Mouth ulcers – also known as canker sores – are normally small, painful lesions that develop in your mouth or at the base of your gums. They can make eating, drinking, and talking uncomfortable.

Women, adolescents, and people with a family history of mouth ulcers are at higher risk for developing mouth ulcer.


Minor mouth injury from dental work, hard brushing, sports injury, or accidental bite

  • Toothpastes and mouth rinses that contain sodium lauryl sulfate
  • Food sensitivities to acidic foods like strawberries, citrus, and pineapples, and other trigger foods like chocolate and coffee
  • Lack of essential vitamins, especially B-12, zinc, folate, and iron
  • Allergic response to mouth bacteria
  • Dental braces
  • Hormonal changes during menstruation
  • Emotional stress or lack of sleep
  • Bacterial, viral, or fungal infections
  • Celiac disease (a condition in which the body is unable to tolerate gluten)
  • inflammatory bowel disease
  • Diabetes mellitus
  • Behcet’s disease (a condition that causes inflammation throughout the body)
  • A malfunctioning immune system that causes your body to attack the healthy mouth cells instead of viruses and bacteria
  • HIV/AIDs


There are three types of canker sores: minor, major, and herpetiform.

1. Minor: Minor canker sores are small oval or round ulcers that heal within one to two weeks with no scarring.

2. Major: Major canker sores are larger and deeper than minor ones. They have irregular edges and can take up to six weeks to heal. Major mouth ulcers can result in long-term scarring.

3. Herpetiform: Herpetiform canker sores are pinpoint size, occur in clusters of 10 to 100, and often affect adults. This type of mouth ulcer has irregular edges and will often heal without scarring within one to two weeks.

You should see a doctor if you develop any of the following:

  • Unusually large mouth ulcers
  • New mouth ulcers before the old ones heal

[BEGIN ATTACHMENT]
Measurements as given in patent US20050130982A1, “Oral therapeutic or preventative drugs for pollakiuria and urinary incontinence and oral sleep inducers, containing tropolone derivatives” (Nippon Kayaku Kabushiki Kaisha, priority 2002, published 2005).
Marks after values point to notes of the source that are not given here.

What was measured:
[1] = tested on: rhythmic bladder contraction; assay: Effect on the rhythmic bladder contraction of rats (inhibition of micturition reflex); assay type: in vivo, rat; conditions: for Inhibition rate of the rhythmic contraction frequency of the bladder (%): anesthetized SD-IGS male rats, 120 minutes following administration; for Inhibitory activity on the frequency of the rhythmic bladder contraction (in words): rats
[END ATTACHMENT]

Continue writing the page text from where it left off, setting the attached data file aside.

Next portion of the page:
• Sores that persist more than three weeks
  • Sores that are painless
  • Mouth ulcers that extend to the lips
  • Pain that can’t be controlled with over-the-counter or natural medication
  • Severe problems eating and drinking
  • High fever or diarrhea whenever the canker sores appear


  • Using a rinse of saltwater and baking soda
  • Placing milk of magnesia on the mouth ulcer
  • Covering mouth ulcers with baking soda paste
  • Using over-the-counter benzocaine (topical anesthetic) products like Orajel or Anbesol
  • Applying ice to canker sores
  • Using a mouth rinse that contains a steroid to reduce pain and swelling
  • Using topical pastes
  • Placing damp tea bags on your mouth ulcer
  • Taking nutritional supplements like folic acid, vitamin B-6, vitamin B-12, and zinc
  • Trying natural remedies such as chamomile tea, echinacea, myrrh, and licorice root

Homoeopathic Treatment

Arsenicum album: A person who breaks out in burning, painful mouth sores, and also feels anxious and tired, is likely to benefit from this remedy. Hot drinks often ease the pain, and the person feels best when keeping warm. People who need this remedy often have unhealthy, easily-bleeding gums, and tend to be extremely neat and tense.

Borax: This remedy relieves canker sores, especially in young children, that occur inside the cheeks.

Mercurius solubilis: This relieves canker sores with a bad taste in the mouth.

Nux vomica: A person who needs this remedy may break out in canker sores after overindulging in sweets, strong spicy foods, stimulants, or alcoholic beverages. The sores are often small, and the person may have swollen gums, a coated tongue, and bloody salivation. Irritability, impatience, and a general chilliness are often seen when this remedy is needed.

Sulphur: This remedy may be helpful for sores that are painful, red and inflamed, with burning pain that is worse from warm drinks and aggravated by heat of any kind. The mouth may have a bitter taste, and the gums can be swollen and throbbing. A person who needs this remedy often has reddish lips and mucous membranes, and a tendency toward itching and skin irritations.

Calcarea carbonica: This remedy is often indicated when infants and small children have recurring canker sores. A child who needs this remedy may also have head-sweats during sleep, and be slow to teethe or learn to walk. Calcarea carbonica may help with canker sores in adults who are chilly, stout, and easily fatigued.

Hepar sulphuris calcareum: If a person develops painful mouth sores that become infected – with pus formation, extreme sensitivity, and aggravation from cold drinks – this remedy may be indicated. A person needing Hepar sulph often feels extremely chilly, vulnerable, and oversensitive.

Kali bichromicum: This remedy relieves canker sores that are deep and clean cut, with a yellowish color.

Natrum muriaticum: Pearly sores that erupt inside the mouth, especially on the gums or tongue, may respond to this remedy. The mouth feels dry, and the tongue may have a tingling feeling. People who need this remedy often are troubled by cold sores around the corners of the mouth or chin, and have chapped or cracking lips. A craving for salt, strong thirst, and a tendency to feel worse from being in the sun are other indications for Natrum muriaticum.


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